this Friday, 22nd of April, at 9am we will have one inno lab and one M.Sc. defense, both by Jakob Wachter.

inno lab: “Assessment of climate-induced drought impact on crop types in bavaria” (Tobias Ullmann)

M.Sc. defense: “Potential of webcam Imagery as reference data for Earth Observation Snow Cover products in mountainous areas” supervisors: PD Dr. Tobias Ullmann, Dr. Mattia Rossi (EURAC Research), from the abstract:

“Snow cover in mountainous areas is an important variable for a wide range of ecological and societal factors. Extensive monitoring of Fractional Snow Cover (FSC) and snow related processes has been performed with active and passive satellite earth observation data sources. However, there are limitations to using satellite data, such as their temporal and spatial resolution or cloud coverage. At the same time reliable in-situ information is a key factor to validate snow cover products. To enhance the temporal and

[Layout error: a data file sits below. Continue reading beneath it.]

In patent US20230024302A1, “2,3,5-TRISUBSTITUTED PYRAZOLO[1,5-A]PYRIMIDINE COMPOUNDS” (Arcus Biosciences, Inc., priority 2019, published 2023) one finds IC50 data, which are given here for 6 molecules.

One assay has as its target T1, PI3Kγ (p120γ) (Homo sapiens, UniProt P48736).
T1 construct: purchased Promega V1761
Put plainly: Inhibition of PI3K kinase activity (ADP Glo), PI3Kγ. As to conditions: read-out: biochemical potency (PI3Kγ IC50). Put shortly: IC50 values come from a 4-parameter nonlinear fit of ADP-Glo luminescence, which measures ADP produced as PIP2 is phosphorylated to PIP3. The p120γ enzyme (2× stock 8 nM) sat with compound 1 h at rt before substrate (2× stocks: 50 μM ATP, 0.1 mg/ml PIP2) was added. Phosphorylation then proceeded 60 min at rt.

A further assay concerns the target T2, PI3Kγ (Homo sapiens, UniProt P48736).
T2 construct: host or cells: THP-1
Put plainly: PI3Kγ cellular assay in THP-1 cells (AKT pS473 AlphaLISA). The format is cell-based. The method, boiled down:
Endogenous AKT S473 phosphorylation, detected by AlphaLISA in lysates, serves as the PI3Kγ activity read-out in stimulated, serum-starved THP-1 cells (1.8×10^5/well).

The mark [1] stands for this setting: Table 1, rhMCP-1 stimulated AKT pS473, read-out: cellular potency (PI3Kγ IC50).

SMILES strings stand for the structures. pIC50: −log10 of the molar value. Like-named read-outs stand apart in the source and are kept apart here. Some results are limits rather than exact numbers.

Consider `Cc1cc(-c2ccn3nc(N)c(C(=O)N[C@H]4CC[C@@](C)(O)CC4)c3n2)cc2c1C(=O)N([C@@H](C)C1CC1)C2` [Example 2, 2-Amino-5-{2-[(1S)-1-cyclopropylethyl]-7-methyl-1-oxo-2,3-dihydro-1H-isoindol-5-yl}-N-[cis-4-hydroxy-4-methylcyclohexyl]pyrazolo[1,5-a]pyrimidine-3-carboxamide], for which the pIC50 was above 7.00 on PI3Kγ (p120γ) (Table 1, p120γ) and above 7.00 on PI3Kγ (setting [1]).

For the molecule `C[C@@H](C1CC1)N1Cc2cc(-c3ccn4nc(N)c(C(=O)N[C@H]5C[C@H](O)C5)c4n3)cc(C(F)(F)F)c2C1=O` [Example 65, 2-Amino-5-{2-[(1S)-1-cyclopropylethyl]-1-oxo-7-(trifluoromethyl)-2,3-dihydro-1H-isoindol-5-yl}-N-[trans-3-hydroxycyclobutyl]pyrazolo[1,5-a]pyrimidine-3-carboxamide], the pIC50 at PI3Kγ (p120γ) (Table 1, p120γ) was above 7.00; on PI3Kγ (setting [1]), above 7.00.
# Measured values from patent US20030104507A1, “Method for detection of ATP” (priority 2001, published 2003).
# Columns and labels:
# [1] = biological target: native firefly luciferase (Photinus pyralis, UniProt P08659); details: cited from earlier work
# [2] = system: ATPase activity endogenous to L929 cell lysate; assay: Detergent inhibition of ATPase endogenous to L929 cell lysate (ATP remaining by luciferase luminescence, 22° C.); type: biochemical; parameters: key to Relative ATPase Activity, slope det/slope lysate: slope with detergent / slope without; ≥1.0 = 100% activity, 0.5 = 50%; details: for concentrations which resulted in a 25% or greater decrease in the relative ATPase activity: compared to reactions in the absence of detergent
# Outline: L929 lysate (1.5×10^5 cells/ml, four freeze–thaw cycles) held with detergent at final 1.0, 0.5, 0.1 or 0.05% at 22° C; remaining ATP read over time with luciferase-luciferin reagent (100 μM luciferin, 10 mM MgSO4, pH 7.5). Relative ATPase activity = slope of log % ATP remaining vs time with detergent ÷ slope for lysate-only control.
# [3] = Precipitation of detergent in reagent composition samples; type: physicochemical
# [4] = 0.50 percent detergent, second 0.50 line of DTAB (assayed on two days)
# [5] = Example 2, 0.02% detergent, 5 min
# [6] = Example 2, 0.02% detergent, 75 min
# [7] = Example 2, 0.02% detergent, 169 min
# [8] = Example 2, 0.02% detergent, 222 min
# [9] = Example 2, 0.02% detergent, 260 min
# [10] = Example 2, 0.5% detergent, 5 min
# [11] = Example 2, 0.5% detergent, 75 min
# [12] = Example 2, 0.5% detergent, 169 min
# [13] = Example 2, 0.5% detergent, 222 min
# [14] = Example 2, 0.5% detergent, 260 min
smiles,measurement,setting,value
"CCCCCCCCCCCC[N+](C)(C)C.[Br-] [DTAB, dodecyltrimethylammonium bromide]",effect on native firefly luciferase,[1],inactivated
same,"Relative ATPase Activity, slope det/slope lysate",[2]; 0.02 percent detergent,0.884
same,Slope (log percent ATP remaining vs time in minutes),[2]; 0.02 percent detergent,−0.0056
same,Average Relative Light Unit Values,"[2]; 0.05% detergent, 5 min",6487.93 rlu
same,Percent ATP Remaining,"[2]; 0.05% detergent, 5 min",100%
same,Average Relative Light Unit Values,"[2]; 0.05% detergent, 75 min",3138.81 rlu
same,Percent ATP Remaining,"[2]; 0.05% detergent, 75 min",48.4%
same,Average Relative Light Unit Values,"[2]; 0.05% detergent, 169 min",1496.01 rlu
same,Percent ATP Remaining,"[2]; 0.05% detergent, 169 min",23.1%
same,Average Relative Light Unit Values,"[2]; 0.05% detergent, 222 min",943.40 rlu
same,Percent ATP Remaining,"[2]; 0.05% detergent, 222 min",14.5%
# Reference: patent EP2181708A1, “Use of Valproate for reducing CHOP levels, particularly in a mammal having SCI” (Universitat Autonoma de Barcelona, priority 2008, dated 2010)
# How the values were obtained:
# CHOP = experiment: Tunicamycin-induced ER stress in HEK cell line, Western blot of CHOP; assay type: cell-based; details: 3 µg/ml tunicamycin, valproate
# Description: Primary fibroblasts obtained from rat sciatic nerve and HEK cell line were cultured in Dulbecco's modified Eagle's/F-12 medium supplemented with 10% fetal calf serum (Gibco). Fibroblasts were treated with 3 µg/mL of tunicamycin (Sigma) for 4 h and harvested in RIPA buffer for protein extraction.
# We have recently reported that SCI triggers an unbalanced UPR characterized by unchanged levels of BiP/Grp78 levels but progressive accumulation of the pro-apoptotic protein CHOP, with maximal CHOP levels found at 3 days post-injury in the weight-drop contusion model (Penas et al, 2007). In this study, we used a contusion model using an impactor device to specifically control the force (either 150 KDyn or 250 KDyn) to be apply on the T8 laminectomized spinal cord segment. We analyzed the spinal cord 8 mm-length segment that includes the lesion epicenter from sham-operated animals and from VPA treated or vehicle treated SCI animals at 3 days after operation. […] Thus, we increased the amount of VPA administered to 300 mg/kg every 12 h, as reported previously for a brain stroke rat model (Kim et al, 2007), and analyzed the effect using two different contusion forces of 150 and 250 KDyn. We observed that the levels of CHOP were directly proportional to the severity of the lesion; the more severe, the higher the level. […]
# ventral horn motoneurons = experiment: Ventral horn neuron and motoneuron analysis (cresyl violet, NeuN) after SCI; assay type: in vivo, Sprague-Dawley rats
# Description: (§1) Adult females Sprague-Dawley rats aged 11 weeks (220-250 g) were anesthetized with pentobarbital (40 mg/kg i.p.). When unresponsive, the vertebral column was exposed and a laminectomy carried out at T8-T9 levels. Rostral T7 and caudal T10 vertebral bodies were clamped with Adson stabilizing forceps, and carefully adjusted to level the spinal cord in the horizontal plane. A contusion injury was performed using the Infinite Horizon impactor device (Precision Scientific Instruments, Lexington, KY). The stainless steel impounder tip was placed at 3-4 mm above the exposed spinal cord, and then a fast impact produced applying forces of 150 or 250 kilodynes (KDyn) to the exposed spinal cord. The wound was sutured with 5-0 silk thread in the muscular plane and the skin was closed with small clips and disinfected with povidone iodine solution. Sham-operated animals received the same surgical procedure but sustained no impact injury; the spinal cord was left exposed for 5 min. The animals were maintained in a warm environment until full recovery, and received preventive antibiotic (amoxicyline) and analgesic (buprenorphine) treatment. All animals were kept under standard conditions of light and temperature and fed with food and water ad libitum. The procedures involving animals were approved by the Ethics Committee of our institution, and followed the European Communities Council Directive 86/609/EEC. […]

spatial information on ground, openly accessible webcam data show great potential by continuously providing information in many locations. Additional challenges emerge from the use of this data source such as the different view angle compared to satellites, the location of the station or weather influences near the ground. This thesis presents a novel approach to automatically and effectively derive snow cover from webcam images. We use an RGB image timeseries from two different webcams in the Italian Autonomous Province of South Tyrol covering the years of 2019 and 2020 respectively. First the webcam images are filtered to exclude unfavorable weather conditions. On the filtered timeseries three snow extraction models are compared: (1) state-of-the-art simple thresholding method, (2) K-means unsupervised clustering into bright and shadow areas followed by thresholding for each cluster to account for brightness differences and (3), a hybrid approach choosing the state-of-the-art method (1) in case of homogenous illumination (little shadows) and choosing the clustering method (2) in case of heterogenous illumination (many shadows). This is implemented in order to deal with classification errors due to pronounced illumination differences between shadowed and non-shadowed areas within an image. The detected snow cover information can finally be compared to satellite-derived snow cover products. Regions of Interest (ROIs) have been delineated on the webcam image and manually matched to the corresponding Sentinel-2 pixels to gain a more detailed insight. The validation of the workflow is done through visual inspection and classification into the presented classes of 9-14 example images per webcam. FSC can be automatically detected over the course of one year for each image timestep (Figure 3). The accuracies from the confusion matrix of the model results compared to visual inspection are 0.76 and 0.81 in average for the model (1), 0.86 and 0.74 averagely for the model (2) and 0.98 and 0.81 in average for the model (3). Measurements from Sentinel-2 based snow cover products and the webcam measurements show an R² between 0.0025 and 0.51 at the model (1), between 0.12 and 0.56 for the model (2) and between 0.17 and 0.72 for the model (3). Root Mean Square Error (RMSE) values range between 0.46 and 0.17 for the model (1), between 0.37 and 0.2 at the model (2), and for the model (3) between 0.33 and 0.19. The novel approach allows a more-in-depth analysis of relevant phases in mountain snow dynamics such as the melting in spring or new snow events. The approaches (2) and (3) have shown, with slight differences depending on the webcam, better performances when compared to the current state-of-the-art method, with an increased R² value for most examples.”

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